SeamFramework.orgCommunity Documentation

Seam Catch

1. Seam Catch Introduction
2. Installation
3. Usage
3.1. Annotations
3.1.1. @HandlesExceptions
3.1.2. @Handles
3.2. Adding Handlers
3.3. Ordering of Handlers
3.4. Traversal of the causing container
3.5. API Objects
3.5.1. CaughtException
3.5.2. CauseContainer
4. Framework Integration
4.1. Creating and Firing an ExceptionToCatchEvent
4.2. Default Handlers and Qualifiers
4.2.1. Default Handlers
4.2.2. Qualifiers

The Seam Catch module creates a simple, yet robust base for other modules and users to create a custom and complete exception handling process. Exception handling is done using CDI events, keeping exception handling noninvasive and also helping the program or module to stay minimally coupled to the exception handling framework.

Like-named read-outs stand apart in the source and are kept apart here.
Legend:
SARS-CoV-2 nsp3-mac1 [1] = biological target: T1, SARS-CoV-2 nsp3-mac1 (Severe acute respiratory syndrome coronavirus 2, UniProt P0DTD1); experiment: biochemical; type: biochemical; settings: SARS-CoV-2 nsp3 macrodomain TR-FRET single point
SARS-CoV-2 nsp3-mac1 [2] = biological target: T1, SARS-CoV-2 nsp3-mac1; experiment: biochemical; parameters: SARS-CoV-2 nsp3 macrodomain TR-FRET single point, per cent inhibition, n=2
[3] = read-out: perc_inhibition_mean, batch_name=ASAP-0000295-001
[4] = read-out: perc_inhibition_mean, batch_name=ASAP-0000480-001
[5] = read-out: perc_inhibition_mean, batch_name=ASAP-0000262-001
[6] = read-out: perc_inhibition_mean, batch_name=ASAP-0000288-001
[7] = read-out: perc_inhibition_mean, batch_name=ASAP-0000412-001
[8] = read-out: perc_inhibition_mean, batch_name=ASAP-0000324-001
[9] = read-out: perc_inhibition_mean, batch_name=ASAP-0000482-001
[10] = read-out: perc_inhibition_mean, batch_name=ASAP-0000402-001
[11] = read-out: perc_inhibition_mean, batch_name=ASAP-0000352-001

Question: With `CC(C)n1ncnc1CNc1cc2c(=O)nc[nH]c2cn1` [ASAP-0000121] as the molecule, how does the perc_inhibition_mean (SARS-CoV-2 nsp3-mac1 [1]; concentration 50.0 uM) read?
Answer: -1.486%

The Seam Catch API is the only compile time dependency a project needs, and an implementation must also be included, either explicitly or via some other module depending on it (and exposing their own specialized extensions) is all that is needed during runtime. If you are using Maven as your build tool, you can add the following dependency to your pom.xml file:




The runtime dependency is only needed if another Seam 3 module being used doesn't already use it. Typically this will only be for Java SE development.


Replace ${seam-catch-version} with the most recent or appropriate version of Seam Catch.

An end user of the Seam Catch Framework is typically only concerned with Exception Handlers (methods in Handler Beans, which are similar to CDI Observers). Handler Beans are CDI beans with the @HandlesExceptions annotation. There may be other resources made available by other modules which can be injected into handler methods on an as needed basis. For further information, please check the API docs, or examples.

There are other objects used in Catch that should be familiar to handler writers namely

Integration of Seam Catch with other frameworks consists of one main step, and one other optional (but highly encouraged) step:

  • creating and firing an ExceptionToCatchEvent
  • adding any default handlers and qualifiers with annotation literals (optional)